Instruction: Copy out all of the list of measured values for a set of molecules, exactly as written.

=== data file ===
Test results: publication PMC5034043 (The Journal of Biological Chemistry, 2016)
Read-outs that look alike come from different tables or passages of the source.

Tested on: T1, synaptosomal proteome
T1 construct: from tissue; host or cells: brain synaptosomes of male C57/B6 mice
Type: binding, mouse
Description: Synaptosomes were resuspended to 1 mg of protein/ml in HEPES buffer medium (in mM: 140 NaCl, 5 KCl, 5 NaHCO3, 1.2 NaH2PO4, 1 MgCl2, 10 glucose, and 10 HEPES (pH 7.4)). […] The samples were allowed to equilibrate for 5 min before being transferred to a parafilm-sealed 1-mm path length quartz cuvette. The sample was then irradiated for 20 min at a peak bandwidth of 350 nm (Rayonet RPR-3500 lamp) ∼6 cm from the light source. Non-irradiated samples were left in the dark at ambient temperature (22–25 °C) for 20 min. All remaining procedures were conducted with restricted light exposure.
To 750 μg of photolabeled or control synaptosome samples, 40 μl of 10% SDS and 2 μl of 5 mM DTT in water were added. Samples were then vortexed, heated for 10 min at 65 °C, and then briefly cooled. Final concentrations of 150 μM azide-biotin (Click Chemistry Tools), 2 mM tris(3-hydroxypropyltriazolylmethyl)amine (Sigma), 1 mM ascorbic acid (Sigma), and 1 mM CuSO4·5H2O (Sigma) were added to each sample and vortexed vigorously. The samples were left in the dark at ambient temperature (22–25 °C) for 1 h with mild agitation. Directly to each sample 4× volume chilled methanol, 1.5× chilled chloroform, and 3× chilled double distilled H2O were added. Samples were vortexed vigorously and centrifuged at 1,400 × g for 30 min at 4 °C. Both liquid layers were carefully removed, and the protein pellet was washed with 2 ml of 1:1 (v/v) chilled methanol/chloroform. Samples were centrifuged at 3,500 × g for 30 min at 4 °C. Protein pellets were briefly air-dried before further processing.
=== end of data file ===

Test results: publication PMC5034043 (The Journal of Biological Chemistry, 2016)
Read-outs that look alike come from different tables or passages of the source.

Tested on: T1, synaptosomal proteome
T1 construct: from tissue; host or cells: brain synaptosomes of male C57/B6 mice
Type: binding, mouse
Description: Synaptosomes were resuspended to 1 mg of protein/ml in HEPES buffer medium (in mM: 140 NaCl, 5 KCl, 5 NaHCO3, 1.2 NaH2PO4, 1 MgCl2, 10 glucose, and 10 HEPES (pH 7.4)). […] The samples were allowed to equilibrate for 5 min before being transferred to a parafilm-sealed 1-mm path length quartz cuvette. The sample was then irradiated for 20 min at a peak bandwidth of 350 nm (Rayonet RPR-3500 lamp) ∼6 cm from the light source. Non-irradiated samples were left in the dark at ambient temperature (22–25 °C) for 20 min. All remaining procedures were conducted with restricted light exposure.
To 750 μg of photolabeled or control synaptosome samples, 40 μl of 10% SDS and 2 μl of 5 mM DTT in water were added. Samples were then vortexed, heated for 10 min at 65 °C, and then briefly cooled. Final concentrations of 150 μM azide-biotin (Click Chemistry Tools), 2 mM tris(3-hydroxypropyltriazolylmethyl)amine (Sigma), 1 mM ascorbic acid (Sigma), and 1 mM CuSO4·5H2O (Sigma) were added to each sample and vortexed vigorously. The samples were left in the dark at ambient temperature (22–25 °C) for 1 h with mild agitation. Directly to each sample 4× volume chilled methanol, 1.5× chilled chloroform, and 3× chilled double distilled H2O were added. Samples were vortexed vigorously and centrifuged at 1,400 × g for 30 min at 4 °C. Both liquid layers were carefully removed, and the protein pellet was washed with 2 ml of 1:1 (v/v) chilled methanol/chloroform. Samples were centrifuged at 3,500 × g for 30 min at 4 °C. Protein pellets were briefly air-dried before further processing.